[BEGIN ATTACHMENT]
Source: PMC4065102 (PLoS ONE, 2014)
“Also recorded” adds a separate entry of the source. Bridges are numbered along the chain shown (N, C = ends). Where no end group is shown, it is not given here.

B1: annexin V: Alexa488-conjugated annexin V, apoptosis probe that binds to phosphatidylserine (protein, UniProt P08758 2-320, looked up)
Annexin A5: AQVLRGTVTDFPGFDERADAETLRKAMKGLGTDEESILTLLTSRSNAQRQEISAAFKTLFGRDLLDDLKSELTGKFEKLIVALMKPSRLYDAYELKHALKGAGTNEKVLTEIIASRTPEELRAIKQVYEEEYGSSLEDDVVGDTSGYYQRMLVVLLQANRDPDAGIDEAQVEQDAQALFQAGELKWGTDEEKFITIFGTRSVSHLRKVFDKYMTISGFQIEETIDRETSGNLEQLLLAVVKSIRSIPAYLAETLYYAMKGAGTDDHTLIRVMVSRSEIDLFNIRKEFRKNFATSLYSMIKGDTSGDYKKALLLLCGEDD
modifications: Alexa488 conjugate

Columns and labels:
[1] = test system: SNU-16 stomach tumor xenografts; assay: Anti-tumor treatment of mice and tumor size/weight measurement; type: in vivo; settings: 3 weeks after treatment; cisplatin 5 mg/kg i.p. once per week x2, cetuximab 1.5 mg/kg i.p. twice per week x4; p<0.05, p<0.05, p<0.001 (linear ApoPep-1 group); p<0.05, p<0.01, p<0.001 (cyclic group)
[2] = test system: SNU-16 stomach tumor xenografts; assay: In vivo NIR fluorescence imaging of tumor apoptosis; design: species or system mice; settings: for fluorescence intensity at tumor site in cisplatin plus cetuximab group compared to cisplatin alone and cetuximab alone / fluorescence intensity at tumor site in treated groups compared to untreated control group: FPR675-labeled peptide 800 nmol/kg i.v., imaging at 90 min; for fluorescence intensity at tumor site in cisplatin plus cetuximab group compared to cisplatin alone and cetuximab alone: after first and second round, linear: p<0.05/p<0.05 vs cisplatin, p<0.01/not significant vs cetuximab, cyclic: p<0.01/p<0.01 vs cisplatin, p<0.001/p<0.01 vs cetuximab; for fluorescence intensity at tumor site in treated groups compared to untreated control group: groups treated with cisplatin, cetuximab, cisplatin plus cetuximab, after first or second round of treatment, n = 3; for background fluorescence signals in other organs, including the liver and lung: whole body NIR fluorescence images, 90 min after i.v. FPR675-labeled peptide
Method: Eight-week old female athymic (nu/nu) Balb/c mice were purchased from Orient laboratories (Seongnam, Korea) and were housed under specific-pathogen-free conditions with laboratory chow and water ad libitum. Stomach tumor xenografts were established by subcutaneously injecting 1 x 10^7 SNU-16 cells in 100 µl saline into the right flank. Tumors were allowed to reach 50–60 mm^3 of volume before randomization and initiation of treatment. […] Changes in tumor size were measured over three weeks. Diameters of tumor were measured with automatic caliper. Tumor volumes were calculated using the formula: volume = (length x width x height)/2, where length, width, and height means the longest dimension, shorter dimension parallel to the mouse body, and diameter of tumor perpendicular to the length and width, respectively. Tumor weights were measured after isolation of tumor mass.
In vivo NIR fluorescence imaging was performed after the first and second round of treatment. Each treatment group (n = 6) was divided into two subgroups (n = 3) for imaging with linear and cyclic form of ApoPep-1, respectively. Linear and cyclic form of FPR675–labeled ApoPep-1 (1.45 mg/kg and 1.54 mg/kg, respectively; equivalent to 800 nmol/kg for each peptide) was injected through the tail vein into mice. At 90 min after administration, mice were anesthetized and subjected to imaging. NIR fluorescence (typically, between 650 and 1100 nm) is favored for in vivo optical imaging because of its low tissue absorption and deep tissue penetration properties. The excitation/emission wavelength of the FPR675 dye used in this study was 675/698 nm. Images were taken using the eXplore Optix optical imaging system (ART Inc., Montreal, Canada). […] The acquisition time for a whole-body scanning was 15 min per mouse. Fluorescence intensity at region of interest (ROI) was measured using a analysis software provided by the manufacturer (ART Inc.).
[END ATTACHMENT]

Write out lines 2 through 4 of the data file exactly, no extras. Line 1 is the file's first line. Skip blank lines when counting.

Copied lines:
“Also recorded” adds a separate entry of the source. Bridges are numbered along the chain shown (N, C = ends). Where no end group is shown, it is not given here.

B1: annexin V: Alexa488-conjugated annexin V, apoptosis probe that binds to phosphatidylserine (protein, UniProt P08758 2-320, looked up)
Annexin A5: AQVLRGTVTDFPGFDERADAETLRKAMKGLGTDEESILTLLTSRSNAQRQEISAAFKTLFGRDLLDDLKSELTGKFEKLIVALMKPSRLYDAYELKHALKGAGTNEKVLTEIIASRTPEELRAIKQVYEEEYGSSLEDDVVGDTSGYYQRMLVVLLQANRDPDAGIDEAQVEQDAQALFQAGELKWGTDEEKFITIFGTRSVSHLRKVFDKYMTISGFQIEETIDRETSGNLEQLLLAVVKSIRSIPAYLAETLYYAMKGAGTDDHTLIRVMVSRSEIDLFNIRKEFRKNFATSLYSMIKGDTSGDYKKALLLLCGEDD